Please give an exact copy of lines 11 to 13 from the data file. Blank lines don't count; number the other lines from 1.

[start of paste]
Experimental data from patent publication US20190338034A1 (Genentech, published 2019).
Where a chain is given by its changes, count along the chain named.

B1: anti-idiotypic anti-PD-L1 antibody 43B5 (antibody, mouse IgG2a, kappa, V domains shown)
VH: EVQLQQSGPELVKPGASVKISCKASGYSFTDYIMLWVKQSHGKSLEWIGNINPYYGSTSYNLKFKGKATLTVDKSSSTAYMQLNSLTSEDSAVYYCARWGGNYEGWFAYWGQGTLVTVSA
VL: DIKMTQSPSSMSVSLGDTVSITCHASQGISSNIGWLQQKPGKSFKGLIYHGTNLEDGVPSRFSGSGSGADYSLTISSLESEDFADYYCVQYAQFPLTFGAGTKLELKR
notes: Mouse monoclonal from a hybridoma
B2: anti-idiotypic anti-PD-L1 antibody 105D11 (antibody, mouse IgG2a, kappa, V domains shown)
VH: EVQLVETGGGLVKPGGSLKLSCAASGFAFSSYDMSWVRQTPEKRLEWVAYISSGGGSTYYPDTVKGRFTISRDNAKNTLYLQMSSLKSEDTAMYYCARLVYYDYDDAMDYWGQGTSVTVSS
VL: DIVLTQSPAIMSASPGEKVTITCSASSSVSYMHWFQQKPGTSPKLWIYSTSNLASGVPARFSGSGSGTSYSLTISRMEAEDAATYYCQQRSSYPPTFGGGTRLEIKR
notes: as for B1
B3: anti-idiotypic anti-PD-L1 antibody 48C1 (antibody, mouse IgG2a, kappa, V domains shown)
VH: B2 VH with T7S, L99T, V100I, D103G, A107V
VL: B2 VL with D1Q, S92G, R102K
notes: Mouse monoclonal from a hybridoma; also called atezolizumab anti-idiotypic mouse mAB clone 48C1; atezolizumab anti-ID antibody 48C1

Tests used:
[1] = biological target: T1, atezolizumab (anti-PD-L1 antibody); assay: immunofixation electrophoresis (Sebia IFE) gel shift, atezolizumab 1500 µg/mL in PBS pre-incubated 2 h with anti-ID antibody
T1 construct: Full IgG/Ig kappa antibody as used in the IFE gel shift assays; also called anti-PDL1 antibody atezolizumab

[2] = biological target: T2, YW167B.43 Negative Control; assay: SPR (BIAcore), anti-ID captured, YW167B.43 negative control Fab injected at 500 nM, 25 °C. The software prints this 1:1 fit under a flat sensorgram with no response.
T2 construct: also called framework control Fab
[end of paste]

B3: anti-idiotypic anti-PD-L1 antibody 48C1 (antibody, mouse IgG2a, kappa, V domains shown)
VH: B2 VH with T7S, L99T, V100I, D103G, A107V
VL: B2 VL with D1Q, S92G, R102K